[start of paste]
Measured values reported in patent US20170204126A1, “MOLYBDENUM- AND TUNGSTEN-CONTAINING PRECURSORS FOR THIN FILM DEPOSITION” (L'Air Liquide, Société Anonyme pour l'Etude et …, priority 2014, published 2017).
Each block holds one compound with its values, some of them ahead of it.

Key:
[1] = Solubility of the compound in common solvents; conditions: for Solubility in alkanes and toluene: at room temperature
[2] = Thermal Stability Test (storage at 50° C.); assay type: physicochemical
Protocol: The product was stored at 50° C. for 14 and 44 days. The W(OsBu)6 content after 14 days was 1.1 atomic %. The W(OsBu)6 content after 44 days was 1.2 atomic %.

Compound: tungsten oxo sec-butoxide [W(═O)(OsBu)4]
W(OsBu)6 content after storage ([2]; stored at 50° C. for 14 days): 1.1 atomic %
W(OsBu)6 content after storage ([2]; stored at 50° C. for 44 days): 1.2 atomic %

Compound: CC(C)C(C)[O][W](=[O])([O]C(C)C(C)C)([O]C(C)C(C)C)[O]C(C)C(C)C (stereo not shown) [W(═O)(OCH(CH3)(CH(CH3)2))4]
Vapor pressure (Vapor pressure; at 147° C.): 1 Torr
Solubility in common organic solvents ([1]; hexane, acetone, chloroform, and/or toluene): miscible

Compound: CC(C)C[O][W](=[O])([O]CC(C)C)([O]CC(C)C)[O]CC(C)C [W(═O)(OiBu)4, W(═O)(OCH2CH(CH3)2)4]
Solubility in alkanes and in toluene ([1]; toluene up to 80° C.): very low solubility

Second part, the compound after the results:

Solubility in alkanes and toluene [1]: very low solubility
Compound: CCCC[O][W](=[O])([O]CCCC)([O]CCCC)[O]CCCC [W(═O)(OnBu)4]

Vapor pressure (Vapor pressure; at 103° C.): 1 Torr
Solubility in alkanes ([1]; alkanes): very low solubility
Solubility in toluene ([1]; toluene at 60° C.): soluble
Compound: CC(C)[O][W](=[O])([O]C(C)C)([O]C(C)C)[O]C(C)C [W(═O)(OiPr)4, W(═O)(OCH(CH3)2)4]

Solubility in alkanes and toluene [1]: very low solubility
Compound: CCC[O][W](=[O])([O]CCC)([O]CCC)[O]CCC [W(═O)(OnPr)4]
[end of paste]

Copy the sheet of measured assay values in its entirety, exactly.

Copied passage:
Measured values reported in patent US20170204126A1, “MOLYBDENUM- AND TUNGSTEN-CONTAINING PRECURSORS FOR THIN FILM DEPOSITION” (L'Air Liquide, Société Anonyme pour l'Etude et …, priority 2014, published 2017).
Each block holds one compound with its values, some of them ahead of it.

Key:
[1] = Solubility of the compound in common solvents; conditions: for Solubility in alkanes and toluene: at room temperature
[2] = Thermal Stability Test (storage at 50° C.); assay type: physicochemical
Protocol: The product was stored at 50° C. for 14 and 44 days. The W(OsBu)6 content after 14 days was 1.1 atomic %. The W(OsBu)6 content after 44 days was 1.2 atomic %.

Compound: tungsten oxo sec-butoxide [W(═O)(OsBu)4]
W(OsBu)6 content after storage ([2]; stored at 50° C. for 14 days): 1.1 atomic %
W(OsBu)6 content after storage ([2]; stored at 50° C. for 44 days): 1.2 atomic %

Compound: CC(C)C(C)[O][W](=[O])([O]C(C)C(C)C)([O]C(C)C(C)C)[O]C(C)C(C)C (stereo not shown) [W(═O)(OCH(CH3)(CH(CH3)2))4]
Vapor pressure (Vapor pressure; at 147° C.): 1 Torr
Solubility in common organic solvents ([1]; hexane, acetone, chloroform, and/or toluene): miscible

Compound: CC(C)C[O][W](=[O])([O]CC(C)C)([O]CC(C)C)[O]CC(C)C [W(═O)(OiBu)4, W(═O)(OCH2CH(CH3)2)4]
Solubility in alkanes and in toluene ([1]; toluene up to 80° C.): very low solubility

Second part, the compound after the results:

Solubility in alkanes and toluene [1]: very low solubility
Compound: CCCC[O][W](=[O])([O]CCCC)([O]CCCC)[O]CCCC [W(═O)(OnBu)4]

Vapor pressure (Vapor pressure; at 103° C.): 1 Torr
Solubility in alkanes ([1]; alkanes): very low solubility
Solubility in toluene ([1]; toluene at 60° C.): soluble
Compound: CC(C)[O][W](=[O])([O]C(C)C)([O]C(C)C)[O]C(C)C [W(═O)(OiPr)4, W(═O)(OCH(CH3)2)4]

Solubility in alkanes and toluene [1]: very low solubility
Compound: CCC[O][W](=[O])([O]CCC)([O]CCC)[O]CCC [W(═O)(OnPr)4]